Each week, here at Osaka.com, we will bring you a selection of some of the top stories about Osaka making the local and national news here in Japan. Sometimes it’s serious, sometimes it’s funny, but it’s always direct to you, from Osaka.
Here’s a look at some of the stories hitting the headlines in Osaka this week
Hospital Staff Take Covid Financial Hit
The ongoing fight against the Covid-19 Coronavirus pandemic took a particularly cruel twist in Osaka and indeed across Japan this week.
With hospitals having to face huge financial deficits this summer, in wake of being pushed to near breaking point, especially in the viral hotspots of Osaka and Tokyo, that burden is now being passed on to frontline staff.
Unions, staff support groups, and members of the public reacted with a mix of anger and dismay this week at the news that staff at several hospitals, including some in Osaka, may not receive their expected summer bonuses this month.
In order to offset the financial fallout caused by the Covid-19 outbreak and the increased pressure on hospitals, The Japan Federation of Medical Workers Union reported in a survey this week that 115 out of the 338 hospitals and other organizations in the sector surveyed, said bonuses would be cut from last year’s numbers.
Japan’s traditional pay structure is somewhat different from what may be considered the norm in other countries. Traditionally, full-time staff at Japanese companies are paid two bonuses a year. Typically, this equates to between one to three months’ salary, dependent on seniority and number of years with the company, and is usually paid in June/July and December.
Whilst it is presented as a bonus, in actuality this discretionary payment is a vital and in many cases essential component of a worker’s salary package.
Many workers across Japan accept a below market average salary on the expectation that they will receive 3 or 4 months extra salary over the course of the year through these “bonuses”.
As a result, medical staff union representatives have said that the withholding of bonuses, in real terms, amounts to a pay cut.
At a time when medical staff across the world are being lauded as heroes across the world, this seems like an especially tone deaf response from the powers that be.
One has to wonder if the billions of yen PM Abe squandered on sending undersized cloth masks to every household in Japan, and paying 100,000 yen to every resident of Japan regardless of individual need, could perhaps have been better invested in underwriting the summer bonuses of our healthcare heroes.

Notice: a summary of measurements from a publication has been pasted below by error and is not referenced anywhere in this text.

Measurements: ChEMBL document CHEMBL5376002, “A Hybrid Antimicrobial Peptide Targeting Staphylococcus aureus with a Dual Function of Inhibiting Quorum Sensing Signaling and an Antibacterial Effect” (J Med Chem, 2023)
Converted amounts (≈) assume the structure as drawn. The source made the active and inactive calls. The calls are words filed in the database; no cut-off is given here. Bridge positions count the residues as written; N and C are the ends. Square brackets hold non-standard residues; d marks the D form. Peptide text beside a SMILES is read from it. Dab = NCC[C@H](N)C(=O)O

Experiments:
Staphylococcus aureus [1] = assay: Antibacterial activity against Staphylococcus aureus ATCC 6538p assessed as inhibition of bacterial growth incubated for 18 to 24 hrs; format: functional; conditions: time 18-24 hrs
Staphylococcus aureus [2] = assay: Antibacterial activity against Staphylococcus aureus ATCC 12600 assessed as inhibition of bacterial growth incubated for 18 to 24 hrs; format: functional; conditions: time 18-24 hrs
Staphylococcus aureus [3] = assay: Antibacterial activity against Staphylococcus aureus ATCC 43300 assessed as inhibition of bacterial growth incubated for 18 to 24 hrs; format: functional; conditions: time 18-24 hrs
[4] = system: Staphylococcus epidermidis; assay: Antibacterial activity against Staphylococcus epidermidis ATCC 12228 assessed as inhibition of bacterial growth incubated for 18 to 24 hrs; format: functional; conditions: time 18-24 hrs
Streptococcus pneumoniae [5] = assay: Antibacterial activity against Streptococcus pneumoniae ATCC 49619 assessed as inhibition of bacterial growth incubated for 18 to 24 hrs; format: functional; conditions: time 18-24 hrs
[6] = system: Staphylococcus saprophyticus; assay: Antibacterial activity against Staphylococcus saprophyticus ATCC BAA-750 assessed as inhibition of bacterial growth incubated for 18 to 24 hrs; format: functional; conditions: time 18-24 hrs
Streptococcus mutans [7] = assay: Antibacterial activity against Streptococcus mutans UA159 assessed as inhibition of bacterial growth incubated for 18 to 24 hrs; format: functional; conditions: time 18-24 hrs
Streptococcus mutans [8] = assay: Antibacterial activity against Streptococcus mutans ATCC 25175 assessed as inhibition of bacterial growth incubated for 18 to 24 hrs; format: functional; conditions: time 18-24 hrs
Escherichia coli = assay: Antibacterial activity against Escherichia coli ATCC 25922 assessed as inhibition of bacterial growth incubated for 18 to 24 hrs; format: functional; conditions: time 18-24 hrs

Discussions between staff and authorities are ongoing, but with reports emerging of strike action already having taken place last week in Chiba Prefecture, the possibility of nationwide, coordinated action cannot be ruled out.
One can only hope the government sees sense, and steps in to ensure our hospital heroes get their due.
Emirates Gives Kansai Airport Vote of Confidence
The beleaguered travel industry in Osaka received a timely boost this week, as Dubai based airline Emirates formally resumed flights between Kansai International Airport and the UAE.
Since July 4th, the government of Dubai has begun the gradual reopening the Emirate to international travel and business. The resumption of the popular route between Dubai and Osaka is the latest phase of this ongoing process.
It is hoped that the Japanese government will further support this move, by reviewing the current travel restrictions being placed on foreign nationals currently resident in Japan.
The American business lobby group the ACCJ based in Tokyo this week added their voices to the growing calls for Japan to end its “double standards” in travel restrictions.
As things currently stand, Japanese nationals can still enter and leave Japan freely, but are tested upon reentry and required to self-isolate for 7 days upon their return to Japan.
Foreign nationals, including long term residents, those with a Japanese spouse and permanent residents, are barred from re-entering the country unless they can provide documentary proof of the humanitarian reasons for their travel abroad, for example to attend the funeral of a relative or attend to a sick family member. However, with no specific guidelines given as to what exactly constitutes a valid humanitarian reason for leaving Japan, any foreigner who does go abroad at this time is taking a major risk.
The immigration ministry, at time of writing, had no immediate response to the ACCJ’s statement. One hopes this means they are considering a review of the current procedures.
With no end currently in sight to the covid-19 pandemic, tourism, one of Japan’s biggest sources of income is taking a hit this year more so than most other industries.
In a radical, but welcome move, JR, the authority that runs most of Japan’s railway network has announced significant price reductions, starting from September 20th and running until at least March 31st next year.
During this time, Shinkansen and a select number of express trains will be discounted by 50%. It is hoped that this will encourage those stuck in Japan for the rest of the year to embark on what the Americans call a “staycation” the notion of holidaying without travelling abroad.
In the coming weeks, it is also expected that a number of hotels, resorts and restaurants will also link up with the JR scheme to provide complete, heavily discounted packages to domestic tourists, and those fortunate enough to be able to enter Japan in the weeks and months ahead.
More on this developing story will follow in the coming days.
That’s all for now but be sure to check back again same time next week for another round of this week in Osaka!